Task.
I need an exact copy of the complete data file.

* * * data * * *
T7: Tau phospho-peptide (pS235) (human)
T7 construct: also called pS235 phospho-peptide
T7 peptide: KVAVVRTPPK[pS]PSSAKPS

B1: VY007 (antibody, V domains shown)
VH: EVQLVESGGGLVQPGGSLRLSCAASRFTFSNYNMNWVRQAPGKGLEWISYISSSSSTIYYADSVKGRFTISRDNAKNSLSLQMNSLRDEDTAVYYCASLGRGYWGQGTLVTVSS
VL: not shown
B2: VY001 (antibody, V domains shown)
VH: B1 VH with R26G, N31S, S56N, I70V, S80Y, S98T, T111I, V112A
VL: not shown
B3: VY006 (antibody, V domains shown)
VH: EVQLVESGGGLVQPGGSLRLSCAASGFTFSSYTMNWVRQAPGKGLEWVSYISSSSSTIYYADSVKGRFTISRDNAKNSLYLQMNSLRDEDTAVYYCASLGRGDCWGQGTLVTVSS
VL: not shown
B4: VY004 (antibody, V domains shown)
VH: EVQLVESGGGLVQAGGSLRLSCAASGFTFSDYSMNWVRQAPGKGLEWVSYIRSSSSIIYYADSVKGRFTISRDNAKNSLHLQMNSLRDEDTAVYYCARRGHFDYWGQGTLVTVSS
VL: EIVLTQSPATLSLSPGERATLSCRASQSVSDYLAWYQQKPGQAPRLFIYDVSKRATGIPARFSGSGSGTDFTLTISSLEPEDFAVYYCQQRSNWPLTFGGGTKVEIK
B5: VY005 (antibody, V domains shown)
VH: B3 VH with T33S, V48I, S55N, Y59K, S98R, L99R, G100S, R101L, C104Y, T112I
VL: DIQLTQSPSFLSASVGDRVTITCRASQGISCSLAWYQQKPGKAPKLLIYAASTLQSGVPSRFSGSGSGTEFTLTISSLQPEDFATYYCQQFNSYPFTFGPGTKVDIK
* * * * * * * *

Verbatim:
T7: Tau phospho-peptide (pS235) (human)
T7 construct: also called pS235 phospho-peptide
T7 peptide: KVAVVRTPPK[pS]PSSAKPS

B1: VY007 (antibody, V domains shown)
VH: EVQLVESGGGLVQPGGSLRLSCAASRFTFSNYNMNWVRQAPGKGLEWISYISSSSSTIYYADSVKGRFTISRDNAKNSLSLQMNSLRDEDTAVYYCASLGRGYWGQGTLVTVSS
VL: not shown
B2: VY001 (antibody, V domains shown)
VH: B1 VH with R26G, N31S, S56N, I70V, S80Y, S98T, T111I, V112A
VL: not shown
B3: VY006 (antibody, V domains shown)
VH: EVQLVESGGGLVQPGGSLRLSCAASGFTFSSYTMNWVRQAPGKGLEWVSYISSSSSTIYYADSVKGRFTISRDNAKNSLYLQMNSLRDEDTAVYYCASLGRGDCWGQGTLVTVSS
VL: not shown
B4: VY004 (antibody, V domains shown)
VH: EVQLVESGGGLVQAGGSLRLSCAASGFTFSDYSMNWVRQAPGKGLEWVSYIRSSSSIIYYADSVKGRFTISRDNAKNSLHLQMNSLRDEDTAVYYCARRGHFDYWGQGTLVTVSS
VL: EIVLTQSPATLSLSPGERATLSCRASQSVSDYLAWYQQKPGQAPRLFIYDVSKRATGIPARFSGSGSGTDFTLTISSLEPEDFAVYYCQQRSNWPLTFGGGTKVEIK
B5: VY005 (antibody, V domains shown)
VH: B3 VH with T33S, V48I, S55N, Y59K, S98R, L99R, G100S, R101L, C104Y, T112I
VL: DIQLTQSPSFLSASVGDRVTITCRASQGISCSLAWYQQKPGKAPKLLIYAASTLQSGVPSRFSGSGSGTEFTLTISSLQPEDFATYYCQQFNSYPFTFGPGTKVDIK